How to do a reverse crunch

Discover how to do a reverse crunch properly and work your core

Reverse crunch
(Image credit: iStock)

Learn how to do a reverse crunch properly and gain an essential skill, as well as toning up your abs. This exercise is one of the very best for working your rectus abdominis (the muscles that form a six-pack) and your obliques (which are down the sides of your stomach area). Building stronger abs is a goal for many on their fitness journey, so it’s no wonder reverse crunches form some of the best abs workouts around.

In the process of mastering how to do a reverse crunch properly, you’ll learn that this particular ab move, alongside many others, won’t just help you reach the aesthetic look you’re after. It will also help you to strengthen your core massively which is a part of your body used for so many everyday movements. With a reverse crunch in your arsenal, you’ll move through ab workouts in an easier way, and build up to bigger fitness challenges. 

Of course, a strong core as a result of reverse crunches and similar moves (like a sit-up), will make things such as walking, running, and stretching easier. So, keep reading for all the advice you need to master it, as well as what to make sure you avoid. 

How to do a reverse crunch

Reverse crunch

(Image credit: Future)

This hip flexor and core strength ‘crunch’ variant makes your lower body muscles do the work. 

  • Lie flat on your back with your arms by your sides, palms on the floor. Make sure your abs are drawn in and your legs and feet are together.  
  • Without moving your upper body at all, raise your hips and pull your knees towards your chest, bending them in the process. 
  •  Return to the starting position to complete one repetition. 

How to do a reverse crunch: Common reverse crunch mistakes 

Reverse crunch

(Image credit: iStock)

Reverse crunches are a simple move to learn, but difficult to master: any exercise reliant on curving your spine repeatedly has the potential for injury. You need to be careful when performing this move, as it’s not suitable for pre-existing sufferers of lower back pain. 

When it comes to maintaining perfect form, there’s a few things to bear in mind. “Ensure your legs are in a 90 degree position so that your shins are parallel to the floor”,  says Sam Hull (opens in new tab), top PT and pilates instructor at F45 (opens in new tab)’s Tooting branch. “Exhale as you engage your lower abs. Hold for a beat at the top of the movement and then slowly roll back through the spine to the start position.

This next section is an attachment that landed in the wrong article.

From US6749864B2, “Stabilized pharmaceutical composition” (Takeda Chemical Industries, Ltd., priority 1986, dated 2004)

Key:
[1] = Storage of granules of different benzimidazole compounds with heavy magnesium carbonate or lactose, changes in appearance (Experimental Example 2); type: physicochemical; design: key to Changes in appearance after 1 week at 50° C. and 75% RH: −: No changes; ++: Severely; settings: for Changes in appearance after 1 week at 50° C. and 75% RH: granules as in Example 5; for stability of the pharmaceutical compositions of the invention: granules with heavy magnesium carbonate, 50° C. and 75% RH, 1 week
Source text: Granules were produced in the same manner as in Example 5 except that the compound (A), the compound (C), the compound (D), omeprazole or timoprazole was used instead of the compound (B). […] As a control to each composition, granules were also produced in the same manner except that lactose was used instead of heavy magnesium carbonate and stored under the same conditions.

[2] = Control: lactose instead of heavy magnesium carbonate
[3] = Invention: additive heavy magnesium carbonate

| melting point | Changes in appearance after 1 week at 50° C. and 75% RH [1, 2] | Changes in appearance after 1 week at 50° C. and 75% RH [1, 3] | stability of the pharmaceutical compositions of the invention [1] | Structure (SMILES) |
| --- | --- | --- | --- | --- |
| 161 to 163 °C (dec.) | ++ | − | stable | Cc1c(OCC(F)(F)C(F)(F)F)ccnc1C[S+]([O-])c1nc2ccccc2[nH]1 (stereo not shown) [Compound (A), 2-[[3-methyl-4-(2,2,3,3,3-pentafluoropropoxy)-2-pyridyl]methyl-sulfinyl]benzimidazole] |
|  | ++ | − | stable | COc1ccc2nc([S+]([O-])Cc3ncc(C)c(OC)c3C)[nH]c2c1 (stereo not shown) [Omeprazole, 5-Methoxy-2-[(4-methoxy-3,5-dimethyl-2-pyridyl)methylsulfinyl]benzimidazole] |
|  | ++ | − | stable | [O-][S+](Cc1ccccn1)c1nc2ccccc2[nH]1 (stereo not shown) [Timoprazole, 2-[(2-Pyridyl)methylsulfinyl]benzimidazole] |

“When performing the reverse crunch, it also helps to engage your glutes and press your arms into the mat.” The instability of the movement can provide an additional challenge: as you struggle to keep yourself steady using only your core, it helps to work your abdominal muscles even more. Therefore, it’s important to do the move slowly and under control in order to get the most from this muscle-building move. 

 Variation: Reverse crunch kick-up 

Reverse crunch

(Image credit: Future)

If you’re feeling adventurous, try this variation on the classic reverse crunch – it adds in a dynamic kick for a greater cardiovascular workout.

  • Lie flat on your back with your arms by your side, your core braced, your legs together – bent at the knees – and your feet flat on the floor. 
  • Raise your hips and pull your knees towards your chest to perform a reverse crunch. 
  • Keep the movement going by kicking your legs out straight. As you extend your legs straight, your lower back should raise off the ground and your backside should be in the air. As you finish this movement, the tips of your toes should be in line with the top of your head. 
  • Return to the starting position to complete one repetition. 

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Matt Evans
News Editor

Matt Evans is an experienced health and fitness journalist and News Editor at Fit&Well, covering all things exercise and nutrition on the Fit&Well website. Matt originally discovered exercise through martial arts: he holds a black belt in Karate and remains a keen runner, gym-goer, and infrequent yogi. His top fitness tip? Stretch.